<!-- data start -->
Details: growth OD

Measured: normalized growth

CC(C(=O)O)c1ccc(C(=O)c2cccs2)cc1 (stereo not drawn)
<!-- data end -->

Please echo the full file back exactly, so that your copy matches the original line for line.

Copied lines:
Details: growth OD

Measured: normalized growth

CC(C(=O)O)c1ccc(C(=O)c2cccs2)cc1 (stereo not drawn)